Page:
Attitude and Career Preferences of Pharmacists

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Attitude and Career Preferences of Pharmacists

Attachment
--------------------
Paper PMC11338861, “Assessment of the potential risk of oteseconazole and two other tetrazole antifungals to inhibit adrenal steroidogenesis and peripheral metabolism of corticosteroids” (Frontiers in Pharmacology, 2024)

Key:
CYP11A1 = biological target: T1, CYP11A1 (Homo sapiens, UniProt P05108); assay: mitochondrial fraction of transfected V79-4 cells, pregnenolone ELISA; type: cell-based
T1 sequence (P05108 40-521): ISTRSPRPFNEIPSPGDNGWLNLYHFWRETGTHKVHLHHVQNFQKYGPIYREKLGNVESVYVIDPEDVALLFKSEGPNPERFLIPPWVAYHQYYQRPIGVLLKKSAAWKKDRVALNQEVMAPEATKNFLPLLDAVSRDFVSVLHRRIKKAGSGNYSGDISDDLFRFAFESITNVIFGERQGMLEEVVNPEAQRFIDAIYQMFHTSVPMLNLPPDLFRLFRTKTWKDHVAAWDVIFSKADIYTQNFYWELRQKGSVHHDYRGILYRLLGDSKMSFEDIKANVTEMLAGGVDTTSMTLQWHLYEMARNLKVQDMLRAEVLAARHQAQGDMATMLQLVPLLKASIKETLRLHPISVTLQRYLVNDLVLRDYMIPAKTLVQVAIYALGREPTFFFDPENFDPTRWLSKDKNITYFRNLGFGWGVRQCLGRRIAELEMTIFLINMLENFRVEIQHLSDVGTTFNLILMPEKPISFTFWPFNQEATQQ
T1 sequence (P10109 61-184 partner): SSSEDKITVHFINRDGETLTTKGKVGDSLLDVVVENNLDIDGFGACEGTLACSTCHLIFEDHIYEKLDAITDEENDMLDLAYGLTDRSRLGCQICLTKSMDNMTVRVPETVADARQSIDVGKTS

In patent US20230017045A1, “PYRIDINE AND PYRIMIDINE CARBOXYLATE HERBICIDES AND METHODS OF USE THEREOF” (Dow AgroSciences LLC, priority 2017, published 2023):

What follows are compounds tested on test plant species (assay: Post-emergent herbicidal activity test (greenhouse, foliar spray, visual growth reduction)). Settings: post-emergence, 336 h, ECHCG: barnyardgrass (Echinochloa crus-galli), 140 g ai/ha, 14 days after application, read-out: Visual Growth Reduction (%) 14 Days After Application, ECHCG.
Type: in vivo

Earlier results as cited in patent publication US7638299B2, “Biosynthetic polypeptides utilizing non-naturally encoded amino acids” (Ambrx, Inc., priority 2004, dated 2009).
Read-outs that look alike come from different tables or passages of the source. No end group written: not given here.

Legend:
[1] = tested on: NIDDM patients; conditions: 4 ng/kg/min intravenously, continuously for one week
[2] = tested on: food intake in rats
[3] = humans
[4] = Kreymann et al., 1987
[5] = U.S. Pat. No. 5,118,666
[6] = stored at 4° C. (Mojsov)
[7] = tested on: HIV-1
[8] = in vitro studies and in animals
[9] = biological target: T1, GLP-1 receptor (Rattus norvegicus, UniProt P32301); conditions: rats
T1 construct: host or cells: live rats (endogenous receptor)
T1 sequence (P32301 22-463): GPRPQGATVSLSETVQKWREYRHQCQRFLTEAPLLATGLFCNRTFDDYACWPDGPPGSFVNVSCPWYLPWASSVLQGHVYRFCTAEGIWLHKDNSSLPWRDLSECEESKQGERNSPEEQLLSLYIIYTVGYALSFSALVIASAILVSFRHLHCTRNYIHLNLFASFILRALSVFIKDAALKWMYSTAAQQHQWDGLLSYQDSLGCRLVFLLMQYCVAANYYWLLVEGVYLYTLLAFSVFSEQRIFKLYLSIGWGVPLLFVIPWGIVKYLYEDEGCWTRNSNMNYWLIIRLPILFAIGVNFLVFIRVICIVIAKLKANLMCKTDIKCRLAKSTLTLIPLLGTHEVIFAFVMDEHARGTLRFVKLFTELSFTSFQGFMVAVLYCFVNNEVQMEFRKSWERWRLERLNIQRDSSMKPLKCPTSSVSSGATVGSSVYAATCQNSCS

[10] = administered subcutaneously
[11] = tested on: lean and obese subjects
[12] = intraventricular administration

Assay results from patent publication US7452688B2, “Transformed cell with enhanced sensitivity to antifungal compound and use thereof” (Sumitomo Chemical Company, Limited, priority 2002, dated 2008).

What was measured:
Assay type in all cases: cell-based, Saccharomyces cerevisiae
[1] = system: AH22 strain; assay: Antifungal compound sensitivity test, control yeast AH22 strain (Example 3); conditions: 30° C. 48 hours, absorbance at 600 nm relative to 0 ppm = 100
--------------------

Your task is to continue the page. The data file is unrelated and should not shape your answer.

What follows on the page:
1. 1. [Downloaded free from http://www.archivepp.com on Tuesday, June 25, 2013, IP: 175.107.63.58]  ||  Click here to download free Android application for this journal Original Article Attitude of fourth year Doctor of Pharmacy students towards pharmacy profession and their career preferences Salman Saad, Aqeel Sumbal, Ismail Mohammad Department of Pharmacy, University of Peshawar, Khyber Pakhtunkhwa, Pakistan Address for correspondence: Dr. Mohammad Ismail, Department of Pharmacy, University of Peshawar, Khyber Pakhtunkhwa, Pakistan. E‑mail: ismailrph@upesh.edu.pk Key words: Career, Doctor of Pharmacy (Pharm.D), profession, pharmacy students ABSTRACT Objectives: To identify fourth year Doctor of Pharmacy (Pharm.D) students’ attitude towards pharmacy profession, their career preferences, and factors involved in this selection. Materials and Methods: A pre‑designed questionnaire was administered to fourth year Doctor of Pharmacy (Pharm.D) students. Information were collected regarding students’ attitude about the scope of pharmacy, career preferences, and factors influencing their selection, impact of pharmacy profession on health care system, and post‑graduate studies. Results: Overall response rate was 83.6%. Of total 51 respondents, only 17 (33.3%) students were aware of the scope of pharmacy before admission to pharmacy program. A majority of the students (40, 78.4%) believed that pharmacy education and practice affect the health care system. About half of the students (54.9%) were interested in research, while remaining students were either uninterested (35.3%) or unsure about their decision (9.8%). A substantial number of students (58.8%) were unaware of different post‑graduate prospects of pharmacy education. Very limited numbers of students (3, 5.9%) were of the opinion that they will join non‑pharmacy career areas upon graduation. Clinical pharmacy was selected as preferred area of work upon graduation by 13 (25.5%) students, industrial pharmacy by 11 (21.6%), hospital pharmacy by 10 (19.6%), and teaching by 8 (15.7%) students. Personal interest was the most important factor (68.6%) involved in the selection of career area, followed by anticipated income (9.8%) and family influence (9.8%). Conclusion: Fourth year students believed that pharmacy education and practice affect the health care system. Their favorite career areas were clinical pharmacy, industrial pharmacy, and hospital pharmacy. Personal interest was the most important factor involved in this selection. Most of them were interested in pharmacy‑related research activities. INTRODUCTION Growing appreciation and scope of a specialty affect the students’ preferences, learning and academic performance. In pharmacy profession, there are different subspecialties such as hospital pharmacy, Access this article online Quick Response Code: Website: www.archivepp.com DOI: 10.4103/2045-080X.106255 Archives of Pharmacy Practice  Vol. 3  Issue 4  Oct-Dec 2012 clinical pharmacy, industrial pharmacy, community pharmacy, drug regulations and many others.[1] Career planning for future helps to accomplish goals in a successful manner. Therefore, pharmacy students should know about such wide range of specialties. They are the future pharmaceutical care providers who will provide services to promote rational use of medications. However, it is often assumed that students do not make preferences until they have been graduated.[2,3] Primary role of pharmacists and scope of pharmacy and its practice is greatly evolved. Pharmacists were focused on dispensing and compounding till 293